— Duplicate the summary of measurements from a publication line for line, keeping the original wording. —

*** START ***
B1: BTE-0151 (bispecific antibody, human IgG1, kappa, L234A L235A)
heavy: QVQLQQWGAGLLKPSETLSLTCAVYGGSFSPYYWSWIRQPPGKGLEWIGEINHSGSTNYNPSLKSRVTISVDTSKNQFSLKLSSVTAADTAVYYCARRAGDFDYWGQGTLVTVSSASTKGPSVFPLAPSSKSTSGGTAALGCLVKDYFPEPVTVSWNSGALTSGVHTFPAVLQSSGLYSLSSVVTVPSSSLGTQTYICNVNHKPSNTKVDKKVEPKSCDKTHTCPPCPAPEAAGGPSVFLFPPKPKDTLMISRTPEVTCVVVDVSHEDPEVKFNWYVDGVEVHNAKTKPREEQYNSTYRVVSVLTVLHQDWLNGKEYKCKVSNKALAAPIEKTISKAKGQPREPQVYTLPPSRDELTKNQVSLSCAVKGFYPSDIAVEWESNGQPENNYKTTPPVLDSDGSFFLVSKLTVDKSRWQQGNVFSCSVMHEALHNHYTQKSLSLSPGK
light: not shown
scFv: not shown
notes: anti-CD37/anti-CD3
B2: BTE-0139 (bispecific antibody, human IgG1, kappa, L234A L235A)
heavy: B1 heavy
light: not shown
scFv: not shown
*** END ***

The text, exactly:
B1: BTE-0151 (bispecific antibody, human IgG1, kappa, L234A L235A)
heavy: QVQLQQWGAGLLKPSETLSLTCAVYGGSFSPYYWSWIRQPPGKGLEWIGEINHSGSTNYNPSLKSRVTISVDTSKNQFSLKLSSVTAADTAVYYCARRAGDFDYWGQGTLVTVSSASTKGPSVFPLAPSSKSTSGGTAALGCLVKDYFPEPVTVSWNSGALTSGVHTFPAVLQSSGLYSLSSVVTVPSSSLGTQTYICNVNHKPSNTKVDKKVEPKSCDKTHTCPPCPAPEAAGGPSVFLFPPKPKDTLMISRTPEVTCVVVDVSHEDPEVKFNWYVDGVEVHNAKTKPREEQYNSTYRVVSVLTVLHQDWLNGKEYKCKVSNKALAAPIEKTISKAKGQPREPQVYTLPPSRDELTKNQVSLSCAVKGFYPSDIAVEWESNGQPENNYKTTPPVLDSDGSFFLVSKLTVDKSRWQQGNVFSCSVMHEALHNHYTQKSLSLSPGK
light: not shown
scFv: not shown
notes: anti-CD37/anti-CD3
B2: BTE-0139 (bispecific antibody, human IgG1, kappa, L234A L235A)
heavy: B1 heavy
light: not shown
scFv: not shown